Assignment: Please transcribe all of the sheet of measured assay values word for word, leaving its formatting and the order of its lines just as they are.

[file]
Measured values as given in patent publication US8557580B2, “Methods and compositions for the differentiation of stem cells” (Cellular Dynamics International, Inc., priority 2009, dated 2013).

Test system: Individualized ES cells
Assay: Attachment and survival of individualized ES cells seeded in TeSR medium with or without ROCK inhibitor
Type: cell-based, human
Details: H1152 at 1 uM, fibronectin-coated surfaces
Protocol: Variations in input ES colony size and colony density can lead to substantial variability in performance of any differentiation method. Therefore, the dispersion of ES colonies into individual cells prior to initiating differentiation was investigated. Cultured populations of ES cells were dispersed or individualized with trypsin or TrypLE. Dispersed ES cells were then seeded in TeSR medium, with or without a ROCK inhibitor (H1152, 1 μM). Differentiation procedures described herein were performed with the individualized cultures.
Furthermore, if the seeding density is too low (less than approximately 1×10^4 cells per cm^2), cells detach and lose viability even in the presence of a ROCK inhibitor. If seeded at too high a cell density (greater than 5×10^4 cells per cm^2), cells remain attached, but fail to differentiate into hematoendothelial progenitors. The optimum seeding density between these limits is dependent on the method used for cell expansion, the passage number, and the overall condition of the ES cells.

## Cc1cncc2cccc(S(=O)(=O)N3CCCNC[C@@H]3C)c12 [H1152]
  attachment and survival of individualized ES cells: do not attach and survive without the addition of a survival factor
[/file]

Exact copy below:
Measured values as given in patent publication US8557580B2, “Methods and compositions for the differentiation of stem cells” (Cellular Dynamics International, Inc., priority 2009, dated 2013).

Test system: Individualized ES cells
Assay: Attachment and survival of individualized ES cells seeded in TeSR medium with or without ROCK inhibitor
Type: cell-based, human
Details: H1152 at 1 uM, fibronectin-coated surfaces
Protocol: Variations in input ES colony size and colony density can lead to substantial variability in performance of any differentiation method. Therefore, the dispersion of ES colonies into individual cells prior to initiating differentiation was investigated. Cultured populations of ES cells were dispersed or individualized with trypsin or TrypLE. Dispersed ES cells were then seeded in TeSR medium, with or without a ROCK inhibitor (H1152, 1 μM). Differentiation procedures described herein were performed with the individualized cultures.
Furthermore, if the seeding density is too low (less than approximately 1×10^4 cells per cm^2), cells detach and lose viability even in the presence of a ROCK inhibitor. If seeded at too high a cell density (greater than 5×10^4 cells per cm^2), cells remain attached, but fail to differentiate into hematoendothelial progenitors. The optimum seeding density between these limits is dependent on the method used for cell expansion, the passage number, and the overall condition of the ES cells.

## Cc1cncc2cccc(S(=O)(=O)N3CCCNC[C@@H]3C)c12 [H1152]
  attachment and survival of individualized ES cells: do not attach and survive without the addition of a survival factor